Let me set the scene for you: I'm 29 years old, and I'm working for a very good company, making very good money. More money than I thought I'd ever make. I have health insurance and a company car. My cell phone and gas are paid for.
I like my job. I work with great people and a great company. It's one of the most ethical, fair companies I know. The higher-ups in the company like my work and see a lot of potential in me.
So, a month ago I do the thing I know needs to be done: I tell my boss I'm quitting.
Oh, and I'm going to work for a start-up founded by two of my closest friends. It doesn't pay much.
And we give away a good chunk of our revenue.
Go ahead, take a moment to let that sink in. My mom needed a week.
The fact is, I've known this day would come for over a year now. I knew it the first time Patrick and Bianca told me about Bed Bandits. They asked me for a little help here and there, just to get things off the ground. What they didn't know was that I was hooked from the beginning. As soon as I learned about the foundation of Bed Bandits and its mission of giving back and helping make the world a little bit better, I wanted in.
And so I waited.
I continued to pitch in, working the Bed Bandits booth at trade shows and college orientations, contributing to this blog a few times ... I even spent my 29th birthday delivering toppers to the Elizabeth House in Oakland.
By this time, Patrick and Bianca knew how badly I wanted to be a part of Bed Bandits, and I was thrilled that they wanted to find a place for me. I was literally losing sleep at night because I couldn't stop thinking about this little mattress topper start-up.
Then, more waiting.
And then, an opportunity. No need to bore you with the details. But I knew it was time. In baseball, when you're at the plate and you get the pitch you've been looking for, you don't let it go by and hope another one comes along. You're holding a bat for a reason.
It would have been a lot easier if the company I was leaving were an evil conglomerate filled with a bunch of faceless suits doing the devil's bidding. Instead I had an office full of good, honest people who were sad to see me go. And they took me out for pizza on my last day, something faceless suits rarely do.
So who in their right mind would walk away from that?
It wasn't easy. It took a lot of thought and introspection. At the end of the day, though, it was pretty simple: I didn't want to look back thirty years from now, regardless of financial standing, and think I never took a chance on something about which I am so passionate.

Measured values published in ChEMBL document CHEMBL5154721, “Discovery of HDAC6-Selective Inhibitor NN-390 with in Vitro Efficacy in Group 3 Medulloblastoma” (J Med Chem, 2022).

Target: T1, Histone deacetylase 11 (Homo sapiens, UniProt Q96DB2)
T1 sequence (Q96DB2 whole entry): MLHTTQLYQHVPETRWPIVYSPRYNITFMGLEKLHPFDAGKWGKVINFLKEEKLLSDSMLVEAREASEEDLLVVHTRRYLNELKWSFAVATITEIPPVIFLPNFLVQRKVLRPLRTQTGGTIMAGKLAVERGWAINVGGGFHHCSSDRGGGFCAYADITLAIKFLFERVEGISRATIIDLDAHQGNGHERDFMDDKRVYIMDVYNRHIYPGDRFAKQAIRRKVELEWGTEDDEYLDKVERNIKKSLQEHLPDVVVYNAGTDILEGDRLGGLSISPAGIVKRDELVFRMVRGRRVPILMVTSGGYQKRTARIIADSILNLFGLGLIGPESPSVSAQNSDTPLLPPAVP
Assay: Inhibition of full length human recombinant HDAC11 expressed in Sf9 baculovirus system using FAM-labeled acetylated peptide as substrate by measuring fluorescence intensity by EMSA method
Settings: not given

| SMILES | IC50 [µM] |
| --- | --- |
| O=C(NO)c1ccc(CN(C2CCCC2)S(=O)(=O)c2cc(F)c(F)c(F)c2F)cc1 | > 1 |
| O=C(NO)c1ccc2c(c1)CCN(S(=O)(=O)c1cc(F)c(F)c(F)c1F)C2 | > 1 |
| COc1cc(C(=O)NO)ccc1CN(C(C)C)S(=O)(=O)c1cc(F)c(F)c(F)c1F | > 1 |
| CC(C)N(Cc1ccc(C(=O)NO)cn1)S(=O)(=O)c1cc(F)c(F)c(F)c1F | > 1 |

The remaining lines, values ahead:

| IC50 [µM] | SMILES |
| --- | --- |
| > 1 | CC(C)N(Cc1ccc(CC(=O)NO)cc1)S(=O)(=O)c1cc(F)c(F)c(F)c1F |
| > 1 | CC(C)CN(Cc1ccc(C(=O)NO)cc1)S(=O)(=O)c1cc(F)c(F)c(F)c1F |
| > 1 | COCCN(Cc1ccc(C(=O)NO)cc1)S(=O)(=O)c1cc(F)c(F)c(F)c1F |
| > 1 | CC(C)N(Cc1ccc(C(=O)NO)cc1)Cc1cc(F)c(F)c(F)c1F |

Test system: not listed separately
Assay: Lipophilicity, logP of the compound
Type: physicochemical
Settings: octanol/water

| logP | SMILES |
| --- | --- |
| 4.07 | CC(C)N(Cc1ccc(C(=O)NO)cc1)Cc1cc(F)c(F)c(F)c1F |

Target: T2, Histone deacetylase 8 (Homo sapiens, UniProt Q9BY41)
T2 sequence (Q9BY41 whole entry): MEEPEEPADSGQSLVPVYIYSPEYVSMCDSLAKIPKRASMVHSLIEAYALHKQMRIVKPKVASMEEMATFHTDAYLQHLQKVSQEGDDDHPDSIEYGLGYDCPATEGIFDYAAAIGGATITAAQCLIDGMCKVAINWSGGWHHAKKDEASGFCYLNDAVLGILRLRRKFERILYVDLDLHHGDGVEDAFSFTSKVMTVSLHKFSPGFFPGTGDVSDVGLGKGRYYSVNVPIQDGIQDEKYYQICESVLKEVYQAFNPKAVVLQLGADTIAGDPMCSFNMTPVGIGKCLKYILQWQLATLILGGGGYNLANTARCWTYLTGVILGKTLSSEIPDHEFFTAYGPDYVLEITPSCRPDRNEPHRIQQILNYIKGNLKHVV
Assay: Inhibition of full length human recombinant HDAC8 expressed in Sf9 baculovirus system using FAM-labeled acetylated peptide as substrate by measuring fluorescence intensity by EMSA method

I'm not a business man; it's just not how my brain works. But I know what I believe.
I believe in the idea that all of us on this floating blue ball in space are connected, regardless of race, religion, orientation, social class or whatever else we foolishly let ourselves think divides us. I believe one of the best things we can do is lend a hand to those who feel disconnected from the rest of us.
I believe Bed Bandits, in its own little way, tries to do that.
Yes, it's a business, and we want to be successful just like any other. We've got financial goals and marketing strategies and all sorts of stuff. Bianca and Patrick have an amazing knack for all that. And, truthfully, that's exciting too. We're offering a high-quality product that people love and we think a lot more people are going to love. Nothing wrong with a little entrepreneurial spirit, right?
But the backbone of this company--the true life force--is its commitment to giving back. We want to positively impact a lot of lives. It's a part of the business plan (seriously). That's what is most exciting about working for Bed Bandits.
It's not going to be a cake walk by any means. I left one job for Bed Bandits, yes. But I also took another job with more flexible hours while we grow Bed Bandits. (Quick peek behind the curtain: all three of us have second jobs in addition to this. And my other new job is pretty cool too.)
Are we going to make it? Are we going to help impact the world the way we hope? Are we going to fall flat on our faces like so many well-meaning businesses before us?
It would be foolish to deny that failure is a possibility. Statistically speaking, it's more than a possibility. But that's alright; it's a risk I'm willing to take. Because I believe in Bed Bandits.
So, finally, it's time to get to work. Wait time's over.